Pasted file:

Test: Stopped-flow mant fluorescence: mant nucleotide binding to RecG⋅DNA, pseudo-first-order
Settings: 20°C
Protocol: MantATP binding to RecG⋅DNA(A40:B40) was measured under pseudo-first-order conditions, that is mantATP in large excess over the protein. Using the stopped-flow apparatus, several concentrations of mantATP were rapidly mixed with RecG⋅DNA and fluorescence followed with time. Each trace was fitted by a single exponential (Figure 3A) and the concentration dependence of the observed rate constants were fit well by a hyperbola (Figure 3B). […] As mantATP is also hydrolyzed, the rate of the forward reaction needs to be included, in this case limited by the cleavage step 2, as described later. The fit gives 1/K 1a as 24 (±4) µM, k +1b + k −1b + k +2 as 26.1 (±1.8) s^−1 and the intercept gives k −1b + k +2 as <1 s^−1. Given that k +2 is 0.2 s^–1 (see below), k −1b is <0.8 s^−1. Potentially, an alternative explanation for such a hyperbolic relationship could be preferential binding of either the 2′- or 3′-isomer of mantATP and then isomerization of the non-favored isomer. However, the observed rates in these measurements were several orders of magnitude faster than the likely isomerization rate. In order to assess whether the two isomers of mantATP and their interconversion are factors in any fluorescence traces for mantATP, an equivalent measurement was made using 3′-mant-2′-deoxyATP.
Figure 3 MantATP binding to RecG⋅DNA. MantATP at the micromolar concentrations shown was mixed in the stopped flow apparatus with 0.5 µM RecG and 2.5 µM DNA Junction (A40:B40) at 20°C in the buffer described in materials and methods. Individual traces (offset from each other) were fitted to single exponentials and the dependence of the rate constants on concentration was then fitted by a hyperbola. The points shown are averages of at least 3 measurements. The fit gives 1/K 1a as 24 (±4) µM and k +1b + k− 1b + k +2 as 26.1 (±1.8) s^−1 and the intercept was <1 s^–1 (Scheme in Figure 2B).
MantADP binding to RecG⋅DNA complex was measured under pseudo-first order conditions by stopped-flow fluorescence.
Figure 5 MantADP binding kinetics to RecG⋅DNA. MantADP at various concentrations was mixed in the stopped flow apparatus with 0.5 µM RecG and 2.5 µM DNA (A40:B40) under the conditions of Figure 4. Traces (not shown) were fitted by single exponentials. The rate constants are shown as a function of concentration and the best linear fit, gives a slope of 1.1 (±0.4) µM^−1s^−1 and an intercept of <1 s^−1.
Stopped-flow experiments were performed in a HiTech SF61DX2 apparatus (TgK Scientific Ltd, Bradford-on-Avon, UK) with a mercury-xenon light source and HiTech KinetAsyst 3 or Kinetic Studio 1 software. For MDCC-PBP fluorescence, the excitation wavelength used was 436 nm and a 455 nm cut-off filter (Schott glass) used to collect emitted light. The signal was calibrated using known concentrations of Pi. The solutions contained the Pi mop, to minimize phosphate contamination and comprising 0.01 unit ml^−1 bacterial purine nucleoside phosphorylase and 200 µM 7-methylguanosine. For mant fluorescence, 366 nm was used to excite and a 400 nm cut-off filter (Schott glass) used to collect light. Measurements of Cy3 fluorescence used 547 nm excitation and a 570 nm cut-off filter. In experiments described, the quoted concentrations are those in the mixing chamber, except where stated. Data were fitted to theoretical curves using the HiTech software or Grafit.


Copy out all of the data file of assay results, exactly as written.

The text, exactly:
Test: Stopped-flow mant fluorescence: mant nucleotide binding to RecG⋅DNA, pseudo-first-order
Settings: 20°C
Protocol: MantATP binding to RecG⋅DNA(A40:B40) was measured under pseudo-first-order conditions, that is mantATP in large excess over the protein. Using the stopped-flow apparatus, several concentrations of mantATP were rapidly mixed with RecG⋅DNA and fluorescence followed with time. Each trace was fitted by a single exponential (Figure 3A) and the concentration dependence of the observed rate constants were fit well by a hyperbola (Figure 3B). […] As mantATP is also hydrolyzed, the rate of the forward reaction needs to be included, in this case limited by the cleavage step 2, as described later. The fit gives 1/K 1a as 24 (±4) µM, k +1b + k −1b + k +2 as 26.1 (±1.8) s^−1 and the intercept gives k −1b + k +2 as <1 s^−1. Given that k +2 is 0.2 s^–1 (see below), k −1b is <0.8 s^−1. Potentially, an alternative explanation for such a hyperbolic relationship could be preferential binding of either the 2′- or 3′-isomer of mantATP and then isomerization of the non-favored isomer. However, the observed rates in these measurements were several orders of magnitude faster than the likely isomerization rate. In order to assess whether the two isomers of mantATP and their interconversion are factors in any fluorescence traces for mantATP, an equivalent measurement was made using 3′-mant-2′-deoxyATP.
Figure 3 MantATP binding to RecG⋅DNA. MantATP at the micromolar concentrations shown was mixed in the stopped flow apparatus with 0.5 µM RecG and 2.5 µM DNA Junction (A40:B40) at 20°C in the buffer described in materials and methods. Individual traces (offset from each other) were fitted to single exponentials and the dependence of the rate constants on concentration was then fitted by a hyperbola. The points shown are averages of at least 3 measurements. The fit gives 1/K 1a as 24 (±4) µM and k +1b + k− 1b + k +2 as 26.1 (±1.8) s^−1 and the intercept was <1 s^–1 (Scheme in Figure 2B).
MantADP binding to RecG⋅DNA complex was measured under pseudo-first order conditions by stopped-flow fluorescence.
Figure 5 MantADP binding kinetics to RecG⋅DNA. MantADP at various concentrations was mixed in the stopped flow apparatus with 0.5 µM RecG and 2.5 µM DNA (A40:B40) under the conditions of Figure 4. Traces (not shown) were fitted by single exponentials. The rate constants are shown as a function of concentration and the best linear fit, gives a slope of 1.1 (±0.4) µM^−1s^−1 and an intercept of <1 s^−1.
Stopped-flow experiments were performed in a HiTech SF61DX2 apparatus (TgK Scientific Ltd, Bradford-on-Avon, UK) with a mercury-xenon light source and HiTech KinetAsyst 3 or Kinetic Studio 1 software. For MDCC-PBP fluorescence, the excitation wavelength used was 436 nm and a 455 nm cut-off filter (Schott glass) used to collect emitted light. The signal was calibrated using known concentrations of Pi. The solutions contained the Pi mop, to minimize phosphate contamination and comprising 0.01 unit ml^−1 bacterial purine nucleoside phosphorylase and 200 µM 7-methylguanosine. For mant fluorescence, 366 nm was used to excite and a 400 nm cut-off filter (Schott glass) used to collect light. Measurements of Cy3 fluorescence used 547 nm excitation and a 570 nm cut-off filter. In experiments described, the quoted concentrations are those in the mixing chamber, except where stated. Data were fitted to theoretical curves using the HiTech software or Grafit.